Tuesday, August 24, 2010

Hostage drama in real life

Yesterday was an especially busy day for me and my personal internal news antenna was down. I was in the clinic as usual but I had classes in the afternoon. Then I went back to the clinic to see another patient. The TV in our waiting area was turned on, but I really did not notice what channel it was on.

I had to rush to pick up my son from his therapy session. That's why I was not able to be online even if I had to do antenna reviews. That's why I didn't know that a hostage drama was actually taking place at that very moment, not far from where I was.

I only first heard about it when I was already in my car. As was my usual practice, I turned on my radio and set it to DZMM, an AM station. There, after my radio antenna unfurled and the signal became clear, I first heard about the drama that was unfolding, with a disgruntled, dismissed former police officer staging a hostage situation, and his former colleagues unable to convince him to drop his plans. At that time, though, things were proceeding very slowly. There were some hostages released and no one was killed...yet. I was not prepared for what was to be a bloody aftermath.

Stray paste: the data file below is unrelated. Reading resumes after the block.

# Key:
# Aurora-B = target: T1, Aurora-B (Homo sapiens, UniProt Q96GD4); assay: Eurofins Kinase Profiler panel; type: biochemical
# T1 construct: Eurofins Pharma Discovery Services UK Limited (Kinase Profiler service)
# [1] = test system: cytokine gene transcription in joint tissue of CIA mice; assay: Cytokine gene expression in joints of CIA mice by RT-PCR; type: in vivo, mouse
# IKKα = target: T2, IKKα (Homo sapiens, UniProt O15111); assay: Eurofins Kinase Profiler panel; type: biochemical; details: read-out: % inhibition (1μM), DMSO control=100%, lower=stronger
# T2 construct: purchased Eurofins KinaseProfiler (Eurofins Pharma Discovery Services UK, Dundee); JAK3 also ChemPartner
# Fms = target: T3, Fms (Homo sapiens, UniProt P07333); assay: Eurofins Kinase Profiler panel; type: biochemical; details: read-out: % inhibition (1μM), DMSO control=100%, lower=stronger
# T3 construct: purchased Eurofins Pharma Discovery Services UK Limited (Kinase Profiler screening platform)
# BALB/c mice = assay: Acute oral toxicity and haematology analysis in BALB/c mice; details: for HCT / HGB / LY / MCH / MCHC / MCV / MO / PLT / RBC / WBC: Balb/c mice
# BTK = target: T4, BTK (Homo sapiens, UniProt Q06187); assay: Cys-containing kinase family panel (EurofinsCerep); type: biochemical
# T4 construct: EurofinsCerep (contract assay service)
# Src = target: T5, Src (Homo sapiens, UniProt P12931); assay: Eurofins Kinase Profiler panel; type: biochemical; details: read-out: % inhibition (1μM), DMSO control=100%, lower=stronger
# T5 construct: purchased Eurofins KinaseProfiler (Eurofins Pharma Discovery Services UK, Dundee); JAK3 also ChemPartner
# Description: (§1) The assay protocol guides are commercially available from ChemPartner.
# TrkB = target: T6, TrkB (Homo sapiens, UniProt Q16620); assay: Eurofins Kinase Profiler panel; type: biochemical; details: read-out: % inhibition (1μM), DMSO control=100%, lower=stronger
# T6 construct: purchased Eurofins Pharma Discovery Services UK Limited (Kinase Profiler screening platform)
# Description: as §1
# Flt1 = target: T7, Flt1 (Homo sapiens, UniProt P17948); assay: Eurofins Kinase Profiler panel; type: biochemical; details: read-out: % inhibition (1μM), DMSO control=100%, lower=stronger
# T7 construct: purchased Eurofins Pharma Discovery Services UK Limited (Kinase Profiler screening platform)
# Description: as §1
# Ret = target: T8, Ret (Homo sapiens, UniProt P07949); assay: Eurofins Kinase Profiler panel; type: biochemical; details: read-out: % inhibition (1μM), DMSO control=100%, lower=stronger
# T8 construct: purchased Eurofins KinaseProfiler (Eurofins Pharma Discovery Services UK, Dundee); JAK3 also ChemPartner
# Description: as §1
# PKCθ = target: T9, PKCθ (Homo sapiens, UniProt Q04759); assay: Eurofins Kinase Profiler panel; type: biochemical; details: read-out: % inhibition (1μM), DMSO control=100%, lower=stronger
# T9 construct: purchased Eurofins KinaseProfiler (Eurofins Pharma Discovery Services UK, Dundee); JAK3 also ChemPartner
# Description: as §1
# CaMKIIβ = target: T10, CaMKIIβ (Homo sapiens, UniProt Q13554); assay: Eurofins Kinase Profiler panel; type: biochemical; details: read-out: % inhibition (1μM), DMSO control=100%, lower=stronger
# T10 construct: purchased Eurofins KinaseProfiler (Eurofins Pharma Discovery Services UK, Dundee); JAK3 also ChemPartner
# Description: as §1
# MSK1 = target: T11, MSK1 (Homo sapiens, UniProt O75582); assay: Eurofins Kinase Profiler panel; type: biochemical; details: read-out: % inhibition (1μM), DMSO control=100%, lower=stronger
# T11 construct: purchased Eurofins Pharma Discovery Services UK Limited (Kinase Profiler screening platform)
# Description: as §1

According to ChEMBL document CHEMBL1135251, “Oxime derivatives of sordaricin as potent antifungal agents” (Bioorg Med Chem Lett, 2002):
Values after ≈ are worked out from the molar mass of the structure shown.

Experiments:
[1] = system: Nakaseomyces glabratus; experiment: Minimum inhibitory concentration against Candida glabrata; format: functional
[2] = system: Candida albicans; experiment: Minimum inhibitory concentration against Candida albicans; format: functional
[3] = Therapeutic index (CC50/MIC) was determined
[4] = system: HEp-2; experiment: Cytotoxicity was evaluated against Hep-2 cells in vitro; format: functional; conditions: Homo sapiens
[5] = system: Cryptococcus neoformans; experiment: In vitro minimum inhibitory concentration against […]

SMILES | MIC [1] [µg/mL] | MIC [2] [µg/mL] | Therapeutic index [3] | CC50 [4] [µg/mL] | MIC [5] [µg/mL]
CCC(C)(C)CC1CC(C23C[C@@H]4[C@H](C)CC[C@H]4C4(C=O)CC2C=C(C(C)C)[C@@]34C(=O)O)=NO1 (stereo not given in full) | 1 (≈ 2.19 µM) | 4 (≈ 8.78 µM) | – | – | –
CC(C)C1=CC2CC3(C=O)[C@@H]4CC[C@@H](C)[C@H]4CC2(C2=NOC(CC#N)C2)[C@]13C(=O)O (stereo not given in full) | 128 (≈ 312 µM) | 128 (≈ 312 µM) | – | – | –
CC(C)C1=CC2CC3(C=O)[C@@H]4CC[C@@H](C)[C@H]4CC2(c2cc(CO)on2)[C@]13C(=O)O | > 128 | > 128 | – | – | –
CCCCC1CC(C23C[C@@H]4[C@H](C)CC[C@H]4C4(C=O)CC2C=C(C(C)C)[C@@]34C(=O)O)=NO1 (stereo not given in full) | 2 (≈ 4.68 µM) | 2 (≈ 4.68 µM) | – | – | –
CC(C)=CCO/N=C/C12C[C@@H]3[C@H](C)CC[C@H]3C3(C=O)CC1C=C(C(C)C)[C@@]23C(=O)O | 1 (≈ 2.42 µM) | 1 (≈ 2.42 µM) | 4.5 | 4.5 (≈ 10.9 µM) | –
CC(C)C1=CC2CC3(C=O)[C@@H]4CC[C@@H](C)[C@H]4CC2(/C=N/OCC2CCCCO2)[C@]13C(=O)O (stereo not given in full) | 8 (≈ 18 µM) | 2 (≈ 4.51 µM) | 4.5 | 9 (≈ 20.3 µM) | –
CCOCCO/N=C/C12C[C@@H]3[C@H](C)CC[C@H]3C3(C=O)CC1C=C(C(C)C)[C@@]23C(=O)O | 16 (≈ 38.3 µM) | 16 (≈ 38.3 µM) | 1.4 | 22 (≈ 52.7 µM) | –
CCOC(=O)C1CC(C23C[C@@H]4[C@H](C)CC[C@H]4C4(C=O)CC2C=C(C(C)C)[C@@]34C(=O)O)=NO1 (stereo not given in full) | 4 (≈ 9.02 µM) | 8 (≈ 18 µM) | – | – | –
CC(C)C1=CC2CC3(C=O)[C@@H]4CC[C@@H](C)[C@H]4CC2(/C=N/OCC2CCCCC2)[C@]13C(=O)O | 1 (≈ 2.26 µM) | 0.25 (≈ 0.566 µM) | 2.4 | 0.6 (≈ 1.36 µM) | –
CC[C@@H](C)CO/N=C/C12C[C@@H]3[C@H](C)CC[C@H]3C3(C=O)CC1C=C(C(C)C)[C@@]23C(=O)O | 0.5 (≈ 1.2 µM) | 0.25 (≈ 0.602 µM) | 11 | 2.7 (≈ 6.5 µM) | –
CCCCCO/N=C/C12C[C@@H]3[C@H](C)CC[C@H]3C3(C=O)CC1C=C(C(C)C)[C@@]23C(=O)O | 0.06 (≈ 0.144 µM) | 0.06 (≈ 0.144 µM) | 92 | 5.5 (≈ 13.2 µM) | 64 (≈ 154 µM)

It was after I picked up my son and headed home that I was able to take glimpses of what was happening as my husband was watching the news on TV and following the incident.

Should there have been a media blackout during that time? It was a "circus", with reporters, media trucks with antennas for the live broadcast, and even "tambays". I do not know if the full media coverage helped or made the situation worse. They say that he actually watched the TV and listened to the radio in the tourist bus, which was apparently well equipped for the enjoyment of the tourists. Apparently, he went amuck when his brother was arrested, allegedly for being an accessory. That's when the shooting started.

We all know what happened in the end. Eight tourists dead. Others injured, some being treated in the hospital where I just came from. What went wrong? You tell me.

I am so embarrassed about the whole situation, even if I was not personally IN it. It is a big blow to our national pride.

I am so sorry for the whole thing.